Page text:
Thursday is my favorite day of the week.
All day, I look forward to my evening class at a local seminary. I teach in Spanish to 12 hard working immigrants and we are looking at the first five books of the Bible. I sometimes post things for my students on this site.
We use Spanish in the class, but Spanish is a second language for nearly half of us.
Five of my students learned a Mayan language from their mothers. There are 30+ Mayan languages spoken in Guatemala and my students speak 5 of them. Spanish is our shared language. If you knew my mother, you know she taught me English
I have been running into more and more people from minority/original language communities of Latin America. Last week I went along with Jer Swigart of The Global Immersion Project when he took some friends from church to hear the stories of 5 immigrant day laborers near my home. For two of the five, Spanish is a second language. Their mothers taught them Quechua (Perú) and Chinanteco (México).
I find it surprising that so many indigenous language communities from all over the Americas are present here in the Bay Area. One of my students tells me that there are 10+ Mam speaking churches just in Oakland. Mam is Mayan language that is spoken in Guatemala (and Oakland, apparently).
I love that this opens the door to share life with them so close to home. My country will be richer because of them. When we lived in Guatemala, even though I was closer, I needed a four wheel drive truck so I could go to their villages. But I often came home with the back full of broccoli or strawberries, or both. Our home is graced with their artistry.
Minority language communities in the Americas have paid a high price to preserve their languages and cultures. Their commitment to their cultures preserves an important part of the human heritage. The places they live in are often isolated, marginalized, and suffer institutionalized violence. Despite the oppression, large portions of Mexico, Belice, Guatemala, Colombia, Ecuador, Perú, Bolivia and Paraguay hold onto languages and traditions from before Columbus came to America.
When I meet them now as immigrants, they generally repeat two themes: First, that God is to be credited for making it possible for them to be here working. He protected them on their journey–sometimes carrying their kids all day across the desert. They credit him for each day’s work, and the strength to face incredible challenges.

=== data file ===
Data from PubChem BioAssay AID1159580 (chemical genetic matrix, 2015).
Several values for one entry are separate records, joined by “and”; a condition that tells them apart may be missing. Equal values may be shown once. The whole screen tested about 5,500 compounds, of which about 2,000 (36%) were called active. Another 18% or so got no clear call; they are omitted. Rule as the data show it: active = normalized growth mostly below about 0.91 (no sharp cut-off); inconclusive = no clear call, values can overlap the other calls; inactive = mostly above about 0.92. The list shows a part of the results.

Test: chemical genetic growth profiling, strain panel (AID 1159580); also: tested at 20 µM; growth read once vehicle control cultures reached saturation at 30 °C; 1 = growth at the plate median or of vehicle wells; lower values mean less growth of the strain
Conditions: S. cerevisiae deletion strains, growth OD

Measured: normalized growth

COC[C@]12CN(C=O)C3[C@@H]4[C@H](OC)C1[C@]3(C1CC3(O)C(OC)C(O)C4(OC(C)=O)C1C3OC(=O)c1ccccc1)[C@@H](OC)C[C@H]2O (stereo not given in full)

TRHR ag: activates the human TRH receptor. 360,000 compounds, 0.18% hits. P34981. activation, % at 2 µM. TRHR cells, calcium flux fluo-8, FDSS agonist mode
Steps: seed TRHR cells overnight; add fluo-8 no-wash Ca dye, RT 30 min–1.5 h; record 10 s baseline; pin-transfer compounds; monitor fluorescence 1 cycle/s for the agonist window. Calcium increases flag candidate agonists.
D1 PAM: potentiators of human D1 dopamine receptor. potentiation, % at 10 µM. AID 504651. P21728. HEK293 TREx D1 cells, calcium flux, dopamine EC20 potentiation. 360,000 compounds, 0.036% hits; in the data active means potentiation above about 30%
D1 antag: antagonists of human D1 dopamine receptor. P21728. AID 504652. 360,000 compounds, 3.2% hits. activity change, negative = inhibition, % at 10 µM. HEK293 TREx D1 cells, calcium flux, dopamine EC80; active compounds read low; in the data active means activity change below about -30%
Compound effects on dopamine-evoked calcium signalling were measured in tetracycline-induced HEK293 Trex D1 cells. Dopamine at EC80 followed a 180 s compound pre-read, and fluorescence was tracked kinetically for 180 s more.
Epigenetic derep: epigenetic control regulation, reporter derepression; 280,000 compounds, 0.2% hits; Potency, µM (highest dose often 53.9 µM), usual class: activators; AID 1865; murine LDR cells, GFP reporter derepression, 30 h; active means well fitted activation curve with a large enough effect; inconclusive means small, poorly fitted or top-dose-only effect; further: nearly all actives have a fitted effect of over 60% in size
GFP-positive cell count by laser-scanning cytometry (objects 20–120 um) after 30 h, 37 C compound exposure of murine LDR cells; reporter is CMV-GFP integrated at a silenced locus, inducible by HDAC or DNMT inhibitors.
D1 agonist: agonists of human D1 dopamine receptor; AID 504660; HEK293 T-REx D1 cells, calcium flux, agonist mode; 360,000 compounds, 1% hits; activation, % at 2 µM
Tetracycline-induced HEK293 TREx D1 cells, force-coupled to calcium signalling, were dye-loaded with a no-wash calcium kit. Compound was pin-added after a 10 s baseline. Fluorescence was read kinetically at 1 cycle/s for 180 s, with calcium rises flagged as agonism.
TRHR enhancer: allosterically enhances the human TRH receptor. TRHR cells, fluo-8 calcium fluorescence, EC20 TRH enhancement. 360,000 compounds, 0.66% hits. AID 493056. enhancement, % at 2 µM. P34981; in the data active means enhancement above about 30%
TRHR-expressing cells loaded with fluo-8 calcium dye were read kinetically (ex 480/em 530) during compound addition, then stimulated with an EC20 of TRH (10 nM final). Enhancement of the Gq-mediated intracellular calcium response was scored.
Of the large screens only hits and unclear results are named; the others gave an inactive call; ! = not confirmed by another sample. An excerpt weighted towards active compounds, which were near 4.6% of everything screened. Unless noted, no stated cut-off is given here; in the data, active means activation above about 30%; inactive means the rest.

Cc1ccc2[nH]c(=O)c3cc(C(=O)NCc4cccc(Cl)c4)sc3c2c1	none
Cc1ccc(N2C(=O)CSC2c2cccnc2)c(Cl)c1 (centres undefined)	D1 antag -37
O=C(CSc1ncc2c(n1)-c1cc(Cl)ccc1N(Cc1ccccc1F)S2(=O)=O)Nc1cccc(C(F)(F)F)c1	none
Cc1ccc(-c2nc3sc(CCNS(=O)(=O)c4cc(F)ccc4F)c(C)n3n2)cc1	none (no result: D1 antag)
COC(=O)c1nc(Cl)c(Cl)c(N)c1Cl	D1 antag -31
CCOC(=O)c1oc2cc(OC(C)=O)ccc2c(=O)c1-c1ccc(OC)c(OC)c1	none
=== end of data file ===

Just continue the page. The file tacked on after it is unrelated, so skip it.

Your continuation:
The second theme is gratitude for the United States. This is where they have opportunities to work and accomplish their dreams. They have found education for themselves and for their kids. They are grateful they can provide a better future for their kids.
When I read the Bible with them it changes how I understand it. I never realized it before, but in the first five books of the Bible, God addresses himself only to migrants and slaves. And his purpose is not so much to settle them in the land and free them from slavery. He is aiming to entrust them with his mission to bless all of humanity. God doesn’t choose governments or people who are settled in. And immigrants are not portrayed as people to be reached. God chooses migrants and slaves to be the agents of His mission. They are the ones charged with giving God his reputation.
I will think of this next time I sing “God bless America.” God loves our country enough to keep bringing immigrants. He protects them even from our efforts to keep them out. He brings them here to bless us. To participate in that blessing, my students are taking time from their busy schedules to study the Bible. I just wonder why original peoples of the Americas—the people to whom we send Bible Translators, because they are targets of “our” mission—are so heavily represented in the immigrant population? In what way is God bringing blessing to humanity through them?
Even if my fellow Americans don’t feel blessed, and especially because I have no control over how God will use them as an expression of the new humanity, I love Thursday nights.